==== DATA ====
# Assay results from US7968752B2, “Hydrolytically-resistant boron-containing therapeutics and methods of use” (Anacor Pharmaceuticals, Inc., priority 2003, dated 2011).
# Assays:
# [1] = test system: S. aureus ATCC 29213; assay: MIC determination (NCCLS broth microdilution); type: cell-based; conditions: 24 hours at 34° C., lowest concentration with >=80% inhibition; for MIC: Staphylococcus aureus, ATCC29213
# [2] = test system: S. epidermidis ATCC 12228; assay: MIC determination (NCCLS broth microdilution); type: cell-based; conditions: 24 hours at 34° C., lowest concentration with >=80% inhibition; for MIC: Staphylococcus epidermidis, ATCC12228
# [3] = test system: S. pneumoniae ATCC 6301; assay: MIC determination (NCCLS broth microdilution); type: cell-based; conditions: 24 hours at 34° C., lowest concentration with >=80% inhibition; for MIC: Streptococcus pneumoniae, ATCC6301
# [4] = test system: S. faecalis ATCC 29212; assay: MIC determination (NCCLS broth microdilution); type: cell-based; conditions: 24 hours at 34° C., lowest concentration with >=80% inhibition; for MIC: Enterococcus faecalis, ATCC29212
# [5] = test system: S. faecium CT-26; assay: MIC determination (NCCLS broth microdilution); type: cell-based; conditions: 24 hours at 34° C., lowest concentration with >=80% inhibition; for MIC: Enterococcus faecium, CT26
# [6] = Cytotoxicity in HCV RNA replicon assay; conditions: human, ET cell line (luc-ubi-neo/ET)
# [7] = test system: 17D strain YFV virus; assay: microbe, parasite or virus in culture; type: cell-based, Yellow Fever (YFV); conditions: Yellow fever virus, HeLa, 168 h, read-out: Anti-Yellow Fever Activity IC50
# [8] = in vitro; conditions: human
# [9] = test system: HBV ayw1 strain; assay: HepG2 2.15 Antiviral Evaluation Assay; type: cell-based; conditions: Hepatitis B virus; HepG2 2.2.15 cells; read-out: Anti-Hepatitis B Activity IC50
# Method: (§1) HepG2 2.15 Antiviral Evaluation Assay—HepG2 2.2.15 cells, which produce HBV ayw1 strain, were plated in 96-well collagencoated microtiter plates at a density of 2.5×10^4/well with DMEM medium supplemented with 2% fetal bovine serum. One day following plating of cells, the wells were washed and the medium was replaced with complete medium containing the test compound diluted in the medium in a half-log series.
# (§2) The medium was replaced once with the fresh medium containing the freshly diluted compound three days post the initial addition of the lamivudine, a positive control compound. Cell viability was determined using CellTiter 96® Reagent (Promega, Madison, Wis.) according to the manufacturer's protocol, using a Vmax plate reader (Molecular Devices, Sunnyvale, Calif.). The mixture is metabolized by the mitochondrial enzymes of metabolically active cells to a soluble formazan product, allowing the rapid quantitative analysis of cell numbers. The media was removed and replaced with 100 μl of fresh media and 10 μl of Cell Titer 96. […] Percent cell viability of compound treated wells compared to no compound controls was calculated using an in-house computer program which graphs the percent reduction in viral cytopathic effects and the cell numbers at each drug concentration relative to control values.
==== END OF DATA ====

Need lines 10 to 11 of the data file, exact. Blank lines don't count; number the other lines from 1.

# [8] = in vitro; conditions: human
# [9] = test system: HBV ayw1 strain; assay: HepG2 2.15 Antiviral Evaluation Assay; type: cell-based; conditions: Hepatitis B virus; HepG2 2.2.15 cells; read-out: Anti-Hepatitis B Activity IC50